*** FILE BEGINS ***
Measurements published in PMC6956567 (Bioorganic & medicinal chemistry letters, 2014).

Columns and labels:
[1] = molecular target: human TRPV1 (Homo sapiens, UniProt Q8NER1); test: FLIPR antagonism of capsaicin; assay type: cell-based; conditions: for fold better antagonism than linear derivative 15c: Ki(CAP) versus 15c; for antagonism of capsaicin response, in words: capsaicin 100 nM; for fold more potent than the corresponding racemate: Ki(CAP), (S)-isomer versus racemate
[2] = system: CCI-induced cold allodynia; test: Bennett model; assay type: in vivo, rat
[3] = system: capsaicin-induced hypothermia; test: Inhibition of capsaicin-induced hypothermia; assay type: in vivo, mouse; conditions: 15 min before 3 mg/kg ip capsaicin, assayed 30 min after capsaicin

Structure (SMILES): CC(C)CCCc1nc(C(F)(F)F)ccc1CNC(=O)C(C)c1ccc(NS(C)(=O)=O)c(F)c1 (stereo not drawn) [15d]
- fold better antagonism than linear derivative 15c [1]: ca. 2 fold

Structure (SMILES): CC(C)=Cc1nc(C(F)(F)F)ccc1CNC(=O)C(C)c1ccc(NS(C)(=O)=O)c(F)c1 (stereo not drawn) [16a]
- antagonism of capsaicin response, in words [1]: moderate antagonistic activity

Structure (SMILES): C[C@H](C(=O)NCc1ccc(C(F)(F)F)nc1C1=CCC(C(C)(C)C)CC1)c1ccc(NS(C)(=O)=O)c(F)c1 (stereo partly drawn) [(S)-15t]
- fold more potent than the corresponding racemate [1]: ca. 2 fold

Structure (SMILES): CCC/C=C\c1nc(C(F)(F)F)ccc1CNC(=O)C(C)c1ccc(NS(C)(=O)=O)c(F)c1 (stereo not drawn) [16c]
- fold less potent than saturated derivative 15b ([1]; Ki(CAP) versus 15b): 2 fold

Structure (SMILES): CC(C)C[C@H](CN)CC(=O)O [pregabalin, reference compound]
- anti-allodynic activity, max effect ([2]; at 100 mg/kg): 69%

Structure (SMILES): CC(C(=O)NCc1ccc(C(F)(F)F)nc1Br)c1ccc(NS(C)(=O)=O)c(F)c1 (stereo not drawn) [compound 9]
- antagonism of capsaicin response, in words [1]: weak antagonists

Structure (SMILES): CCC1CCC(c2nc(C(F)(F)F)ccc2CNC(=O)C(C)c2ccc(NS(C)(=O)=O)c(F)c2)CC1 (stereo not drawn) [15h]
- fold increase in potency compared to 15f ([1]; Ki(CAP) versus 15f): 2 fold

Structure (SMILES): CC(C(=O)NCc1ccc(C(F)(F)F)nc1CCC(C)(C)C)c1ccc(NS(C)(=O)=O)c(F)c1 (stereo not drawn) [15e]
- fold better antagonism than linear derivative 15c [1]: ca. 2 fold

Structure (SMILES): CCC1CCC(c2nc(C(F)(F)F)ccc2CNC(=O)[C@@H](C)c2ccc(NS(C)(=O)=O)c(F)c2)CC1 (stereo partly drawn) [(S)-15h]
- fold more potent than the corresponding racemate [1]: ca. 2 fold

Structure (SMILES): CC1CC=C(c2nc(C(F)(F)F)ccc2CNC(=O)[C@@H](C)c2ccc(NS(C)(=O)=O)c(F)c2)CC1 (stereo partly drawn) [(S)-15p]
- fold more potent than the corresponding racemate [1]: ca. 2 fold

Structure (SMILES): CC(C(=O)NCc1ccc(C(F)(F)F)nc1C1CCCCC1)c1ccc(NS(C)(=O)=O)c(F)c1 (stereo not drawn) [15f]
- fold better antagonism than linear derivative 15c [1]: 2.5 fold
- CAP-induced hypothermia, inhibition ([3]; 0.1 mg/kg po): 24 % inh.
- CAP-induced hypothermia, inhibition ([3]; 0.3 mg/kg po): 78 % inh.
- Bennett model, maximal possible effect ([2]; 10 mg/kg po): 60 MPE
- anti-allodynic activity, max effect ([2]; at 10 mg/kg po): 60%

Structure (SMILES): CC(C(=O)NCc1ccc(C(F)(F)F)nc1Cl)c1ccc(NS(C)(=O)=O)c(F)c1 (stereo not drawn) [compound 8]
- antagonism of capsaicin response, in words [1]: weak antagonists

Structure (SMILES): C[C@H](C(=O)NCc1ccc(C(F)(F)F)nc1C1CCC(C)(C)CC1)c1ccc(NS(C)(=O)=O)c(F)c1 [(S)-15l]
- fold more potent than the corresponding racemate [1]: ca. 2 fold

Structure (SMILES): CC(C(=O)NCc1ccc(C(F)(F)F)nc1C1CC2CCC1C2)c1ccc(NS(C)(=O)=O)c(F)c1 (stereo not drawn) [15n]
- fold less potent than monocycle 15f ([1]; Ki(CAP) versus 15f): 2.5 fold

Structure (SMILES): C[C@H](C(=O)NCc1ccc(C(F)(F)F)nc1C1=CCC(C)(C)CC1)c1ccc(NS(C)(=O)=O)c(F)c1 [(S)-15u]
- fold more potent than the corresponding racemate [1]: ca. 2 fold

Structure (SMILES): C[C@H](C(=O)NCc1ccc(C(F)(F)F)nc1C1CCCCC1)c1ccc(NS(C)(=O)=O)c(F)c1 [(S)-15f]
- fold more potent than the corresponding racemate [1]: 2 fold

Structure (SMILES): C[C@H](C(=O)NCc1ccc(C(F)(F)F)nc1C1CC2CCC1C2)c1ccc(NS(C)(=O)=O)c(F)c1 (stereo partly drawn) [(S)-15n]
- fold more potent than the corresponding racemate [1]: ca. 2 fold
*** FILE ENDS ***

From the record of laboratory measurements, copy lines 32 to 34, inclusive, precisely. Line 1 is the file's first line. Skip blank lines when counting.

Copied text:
Structure (SMILES): CC(C(=O)NCc1ccc(C(F)(F)F)nc1Cl)c1ccc(NS(C)(=O)=O)c(F)c1 (stereo not drawn) [compound 8]
- antagonism of capsaicin response, in words [1]: weak antagonists

Structure (SMILES): C[C@H](C(=O)NCc1ccc(C(F)(F)F)nc1C1CCC(C)(C)CC1)c1ccc(NS(C)(=O)=O)c(F)c1 [(S)-15l]